Global Markets Rally on Debt Plan for Eurozone

by Marilou Moursund on September 27, 2011

in Banks,Credit Crisis,Debt,Foreign Markets,TARP

Pressure mounted on European leaders over the weekend to come up with a plan to deal with Greece’s near term cash flow problems as well as the longer term sovereign debt problems of the rest of the Eurozone. The current thinking is that the ECB will institute some kind of program like TARP to stabilize the banking sector in Europe. Their program is called the European Financial Stability Facility, or EFSF. However, there is still much disagreement among the various countries over how to implement the program.

There is also discussion/rumor about the ECB issuing some kind of bonds to raise capital for the system. From Ed Yardeni this morning:

Yesterday, I wrote that Europeans are working on Plan C to rescue Greece and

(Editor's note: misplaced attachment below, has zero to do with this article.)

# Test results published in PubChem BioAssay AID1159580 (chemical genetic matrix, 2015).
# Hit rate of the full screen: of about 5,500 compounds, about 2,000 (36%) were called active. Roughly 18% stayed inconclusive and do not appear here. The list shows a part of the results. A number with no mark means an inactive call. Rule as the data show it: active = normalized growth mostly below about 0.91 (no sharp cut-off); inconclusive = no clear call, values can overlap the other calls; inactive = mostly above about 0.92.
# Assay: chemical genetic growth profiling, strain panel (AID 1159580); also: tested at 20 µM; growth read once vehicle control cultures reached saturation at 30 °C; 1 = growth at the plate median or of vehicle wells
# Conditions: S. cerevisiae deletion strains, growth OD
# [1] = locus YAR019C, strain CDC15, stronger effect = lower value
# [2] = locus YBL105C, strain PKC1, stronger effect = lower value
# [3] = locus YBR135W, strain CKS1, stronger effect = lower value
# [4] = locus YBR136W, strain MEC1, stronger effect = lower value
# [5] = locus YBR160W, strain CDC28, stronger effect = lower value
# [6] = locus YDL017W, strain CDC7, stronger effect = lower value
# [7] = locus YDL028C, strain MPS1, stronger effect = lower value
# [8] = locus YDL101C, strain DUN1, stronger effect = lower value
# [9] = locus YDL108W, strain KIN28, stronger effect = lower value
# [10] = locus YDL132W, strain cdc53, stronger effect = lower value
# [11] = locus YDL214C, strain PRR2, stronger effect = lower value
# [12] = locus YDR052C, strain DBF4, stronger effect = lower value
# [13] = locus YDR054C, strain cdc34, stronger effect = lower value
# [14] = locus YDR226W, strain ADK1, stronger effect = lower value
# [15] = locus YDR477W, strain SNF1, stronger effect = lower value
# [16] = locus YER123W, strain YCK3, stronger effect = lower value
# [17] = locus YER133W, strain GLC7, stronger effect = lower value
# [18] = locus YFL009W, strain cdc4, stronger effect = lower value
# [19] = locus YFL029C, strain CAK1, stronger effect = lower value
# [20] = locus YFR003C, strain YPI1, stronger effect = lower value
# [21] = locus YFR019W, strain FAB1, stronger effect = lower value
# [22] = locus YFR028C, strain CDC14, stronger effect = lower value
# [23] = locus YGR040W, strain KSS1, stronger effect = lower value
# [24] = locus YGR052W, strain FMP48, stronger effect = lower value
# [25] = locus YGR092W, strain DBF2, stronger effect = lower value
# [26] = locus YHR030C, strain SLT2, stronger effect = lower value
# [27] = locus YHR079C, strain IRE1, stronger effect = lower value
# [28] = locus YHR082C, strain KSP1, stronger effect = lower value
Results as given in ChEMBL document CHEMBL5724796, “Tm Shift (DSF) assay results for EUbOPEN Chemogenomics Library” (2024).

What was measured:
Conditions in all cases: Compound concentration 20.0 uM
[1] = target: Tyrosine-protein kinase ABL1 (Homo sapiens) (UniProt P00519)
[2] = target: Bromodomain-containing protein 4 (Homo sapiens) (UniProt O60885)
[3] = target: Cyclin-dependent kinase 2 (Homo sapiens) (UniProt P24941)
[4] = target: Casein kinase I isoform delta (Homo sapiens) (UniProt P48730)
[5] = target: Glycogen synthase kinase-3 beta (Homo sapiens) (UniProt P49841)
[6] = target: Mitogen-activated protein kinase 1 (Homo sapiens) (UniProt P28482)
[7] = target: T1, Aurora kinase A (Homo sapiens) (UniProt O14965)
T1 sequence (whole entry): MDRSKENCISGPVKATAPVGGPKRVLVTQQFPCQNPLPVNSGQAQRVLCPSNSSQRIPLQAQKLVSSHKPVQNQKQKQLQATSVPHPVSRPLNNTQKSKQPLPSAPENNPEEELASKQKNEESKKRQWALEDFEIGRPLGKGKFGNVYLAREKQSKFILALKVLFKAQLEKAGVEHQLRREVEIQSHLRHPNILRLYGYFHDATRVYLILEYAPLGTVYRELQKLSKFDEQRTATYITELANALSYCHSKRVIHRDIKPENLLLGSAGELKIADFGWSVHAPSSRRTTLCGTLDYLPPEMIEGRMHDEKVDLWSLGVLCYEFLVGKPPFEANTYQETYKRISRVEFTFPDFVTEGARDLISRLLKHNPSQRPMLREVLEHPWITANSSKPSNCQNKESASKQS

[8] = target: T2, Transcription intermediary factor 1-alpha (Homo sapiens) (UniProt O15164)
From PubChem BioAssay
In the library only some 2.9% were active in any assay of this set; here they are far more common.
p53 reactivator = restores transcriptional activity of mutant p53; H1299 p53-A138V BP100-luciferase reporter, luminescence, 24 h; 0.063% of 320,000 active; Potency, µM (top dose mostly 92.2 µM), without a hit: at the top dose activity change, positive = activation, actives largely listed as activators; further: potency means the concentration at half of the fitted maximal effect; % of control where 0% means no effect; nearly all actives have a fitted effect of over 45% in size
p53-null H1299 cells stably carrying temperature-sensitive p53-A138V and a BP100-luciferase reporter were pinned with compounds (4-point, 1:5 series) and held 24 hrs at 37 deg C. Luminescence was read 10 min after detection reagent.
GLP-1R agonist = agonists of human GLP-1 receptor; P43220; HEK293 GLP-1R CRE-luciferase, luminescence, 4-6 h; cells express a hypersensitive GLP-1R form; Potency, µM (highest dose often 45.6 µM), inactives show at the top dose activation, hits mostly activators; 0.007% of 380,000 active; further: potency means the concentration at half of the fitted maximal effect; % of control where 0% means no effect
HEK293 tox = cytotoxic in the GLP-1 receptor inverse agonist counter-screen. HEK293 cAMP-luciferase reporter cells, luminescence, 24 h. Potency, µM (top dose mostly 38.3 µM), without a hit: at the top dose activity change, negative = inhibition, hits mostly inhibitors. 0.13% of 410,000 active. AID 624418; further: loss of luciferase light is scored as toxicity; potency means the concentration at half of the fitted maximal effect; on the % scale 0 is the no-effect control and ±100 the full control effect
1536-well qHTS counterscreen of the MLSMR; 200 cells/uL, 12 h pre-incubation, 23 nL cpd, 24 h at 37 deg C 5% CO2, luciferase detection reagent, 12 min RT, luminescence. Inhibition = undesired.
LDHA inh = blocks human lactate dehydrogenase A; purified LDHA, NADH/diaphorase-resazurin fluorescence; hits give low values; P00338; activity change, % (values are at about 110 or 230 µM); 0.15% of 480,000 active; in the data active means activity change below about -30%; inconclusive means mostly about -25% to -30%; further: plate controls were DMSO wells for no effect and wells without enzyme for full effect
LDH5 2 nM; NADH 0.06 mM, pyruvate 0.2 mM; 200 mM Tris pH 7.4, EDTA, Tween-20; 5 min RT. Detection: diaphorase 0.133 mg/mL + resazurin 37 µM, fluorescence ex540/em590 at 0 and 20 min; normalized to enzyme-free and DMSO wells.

expand the power of the European Financial Stability Facility (EFSF). This
morning’s FT reports that they are discussing at least five different
proposals on how to leverage the EFSF: “One proposal is for the EFSF to
guarantee losses of up to 20 per cent on sovereign bonds, for example of Spain
and Italy, rather than buying the bonds outright. Such insurance would increase
the value of EFSF support by five times and

avoid upfront payments. Another
variant would speed up by a year the creation of the EFSF’s replacement, the
permanent European stability mechanism, which was originally to come into place
in mid-2013.” The S&P 500 rallied yesterday by 2.3% to close at 1162.95.
Boosting the market was a CNBC report in the afternoon that a deal had been
reached among euro zone leaders to leverage the EFSF by allowing it to issue
special securities. So far, that has not been confirmed.

Note the use of the word “leverage”. I’m not sure that using more leverage on debt is a wise course to solve the problem of too much debt.

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